Protests surface across NFL after Trump criticism

By Jay Busbee

What began as a single backup quarterback kneeling during the national anthem in a preseason game has mushroomed in the past 13 months to a nationwide movement, one that’s spread from the football field to the White House and forced America to deal with questions of free speech and patriotism.

Former San Francisco 49ers quarterback Colin Kaepernick’s protests, designed to bring attention to racial injustice and police brutality, drew both praise and criticism throughout the 2016 season. But President Donald Trump ratched the conversation to a higher level on Friday night when he called for the firing of kneeling players. The NFL responded to Trump’s statement by defending its players, and Trump in turn shot back at the NFL over the course of several tweets, including two early Sunday morning.

• The Pittsburgh Steelers opted to sidestep the anthem entirely, staying in their locker room as a team to demonstrate unity.

• The Los Angeles Rams, whose owner Stan Kroenke is a Trump supporter, released a statement Sunday affirming their belief in their players’ “freedom to peacefully express themselves”:

• In the first wave of games, media on-site reported as much as half of the Denver Broncos kneeled on the sideline, while numerous members of the New Orleans Saints remained sitting. The Houston Texans locked arms in a show of unity on their sideline. The New York Giants locked arms, with several players taking a knee. The Carolina Panthers, meanwhile, stood during the anthem, while images captured several Indianapolis Colts and Buffalo Bills players taking knees.

• Owners also took part in the demonstrations. Miami Dolphins owner Stephen Ross locked arms with players on his sideline, and Detroit Lions owner Martha Ford stood close to head coach Jim Caldwell. Philadelphia Eagles owner Jeffrey Lurie also locked arms with players as the anthem played, and Atlanta Falcons owner Arthur Blank stood on the sidelines among players as well.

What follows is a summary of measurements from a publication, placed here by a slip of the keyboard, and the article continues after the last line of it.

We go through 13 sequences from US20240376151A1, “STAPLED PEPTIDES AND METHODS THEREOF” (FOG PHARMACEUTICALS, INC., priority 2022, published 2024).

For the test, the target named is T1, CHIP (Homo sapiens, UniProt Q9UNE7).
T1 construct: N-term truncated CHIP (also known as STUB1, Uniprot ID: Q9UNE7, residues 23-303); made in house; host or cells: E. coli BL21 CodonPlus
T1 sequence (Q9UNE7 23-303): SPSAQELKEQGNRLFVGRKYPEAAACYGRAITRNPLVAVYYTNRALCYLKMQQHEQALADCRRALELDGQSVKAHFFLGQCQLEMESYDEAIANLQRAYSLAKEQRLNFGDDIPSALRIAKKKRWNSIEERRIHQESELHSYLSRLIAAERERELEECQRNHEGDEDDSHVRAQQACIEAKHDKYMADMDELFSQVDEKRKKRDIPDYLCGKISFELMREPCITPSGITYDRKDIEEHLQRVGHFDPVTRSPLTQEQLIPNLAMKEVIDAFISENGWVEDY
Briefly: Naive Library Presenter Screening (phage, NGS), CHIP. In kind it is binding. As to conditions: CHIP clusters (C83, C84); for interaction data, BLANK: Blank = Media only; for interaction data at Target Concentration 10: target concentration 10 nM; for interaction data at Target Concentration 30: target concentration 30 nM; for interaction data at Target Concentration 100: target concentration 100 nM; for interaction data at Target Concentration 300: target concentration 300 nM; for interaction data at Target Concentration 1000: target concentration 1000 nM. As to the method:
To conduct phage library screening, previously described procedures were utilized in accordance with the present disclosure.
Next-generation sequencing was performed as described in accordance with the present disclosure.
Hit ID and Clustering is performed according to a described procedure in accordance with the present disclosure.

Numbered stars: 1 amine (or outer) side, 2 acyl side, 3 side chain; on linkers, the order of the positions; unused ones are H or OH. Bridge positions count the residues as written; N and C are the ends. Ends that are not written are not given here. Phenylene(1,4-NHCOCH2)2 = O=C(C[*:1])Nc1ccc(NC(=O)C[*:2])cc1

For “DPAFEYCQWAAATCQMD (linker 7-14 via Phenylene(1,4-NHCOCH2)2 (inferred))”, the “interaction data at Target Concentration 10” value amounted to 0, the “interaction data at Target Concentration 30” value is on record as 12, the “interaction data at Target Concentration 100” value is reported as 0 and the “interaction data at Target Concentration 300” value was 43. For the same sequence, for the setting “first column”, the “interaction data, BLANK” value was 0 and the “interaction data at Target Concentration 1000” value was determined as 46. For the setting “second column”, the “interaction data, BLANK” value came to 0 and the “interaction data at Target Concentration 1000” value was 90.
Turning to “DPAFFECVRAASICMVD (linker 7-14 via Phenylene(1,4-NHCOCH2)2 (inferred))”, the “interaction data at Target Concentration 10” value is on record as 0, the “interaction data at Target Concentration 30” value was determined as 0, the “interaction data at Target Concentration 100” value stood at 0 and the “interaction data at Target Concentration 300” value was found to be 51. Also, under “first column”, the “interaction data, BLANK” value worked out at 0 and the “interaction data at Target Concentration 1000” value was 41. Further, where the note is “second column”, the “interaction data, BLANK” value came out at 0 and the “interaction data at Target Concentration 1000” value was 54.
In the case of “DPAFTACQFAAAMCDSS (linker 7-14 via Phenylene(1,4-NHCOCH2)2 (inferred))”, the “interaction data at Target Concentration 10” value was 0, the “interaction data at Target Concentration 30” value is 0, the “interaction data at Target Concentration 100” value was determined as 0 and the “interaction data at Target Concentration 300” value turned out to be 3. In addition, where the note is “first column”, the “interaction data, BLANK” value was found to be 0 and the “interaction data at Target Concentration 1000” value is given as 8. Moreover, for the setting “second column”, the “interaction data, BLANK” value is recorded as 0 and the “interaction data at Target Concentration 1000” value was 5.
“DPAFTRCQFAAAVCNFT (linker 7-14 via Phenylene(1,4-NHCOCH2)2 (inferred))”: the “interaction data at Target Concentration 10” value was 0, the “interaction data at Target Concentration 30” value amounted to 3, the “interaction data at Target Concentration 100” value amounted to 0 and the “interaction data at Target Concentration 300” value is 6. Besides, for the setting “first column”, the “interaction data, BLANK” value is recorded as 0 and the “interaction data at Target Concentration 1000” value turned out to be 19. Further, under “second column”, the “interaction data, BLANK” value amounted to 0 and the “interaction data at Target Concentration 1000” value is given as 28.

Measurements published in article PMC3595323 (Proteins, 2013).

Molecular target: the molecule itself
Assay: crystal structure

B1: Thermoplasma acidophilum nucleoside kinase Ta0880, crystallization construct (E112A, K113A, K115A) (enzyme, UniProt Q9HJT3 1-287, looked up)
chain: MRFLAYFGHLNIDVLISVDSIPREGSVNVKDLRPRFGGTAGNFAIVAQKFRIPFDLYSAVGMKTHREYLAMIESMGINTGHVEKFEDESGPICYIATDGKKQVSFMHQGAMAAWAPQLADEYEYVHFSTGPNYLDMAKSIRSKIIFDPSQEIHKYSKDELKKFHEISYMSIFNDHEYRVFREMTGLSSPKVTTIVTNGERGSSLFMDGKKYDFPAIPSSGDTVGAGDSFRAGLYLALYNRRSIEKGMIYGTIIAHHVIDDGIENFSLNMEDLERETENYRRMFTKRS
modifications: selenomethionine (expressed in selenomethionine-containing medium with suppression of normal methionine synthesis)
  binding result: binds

• The New England Patriots entered the field following four servicemen carrying American flags. On the sideline, Tom Brady and other Patriots locked arms as the anthem played. Local media reported boos from the stadium both before and after the anthem.

• The Saints’ Brandon Coleman took solidarity one step further with his touchdown celebration.

• Trump responded to the protests by spinning them as a means of solidarity with the country, rather than against his statements, despite all evidence to the contrary.

• Both the Tennessee Titans and the Seattle Seahawks opted to remain in the locker room for their respective national anthems. The Seahawks, in particular, released the sharpest public statement on the protests to date.

• The NFL told several outlets that it is not going to pursue fines against the three teams (so far) that have not come out onto the field for the anthem, even though NFL regulations state that all teams must be on the field for anthems.

Read more: Americas Victims of Free Speech

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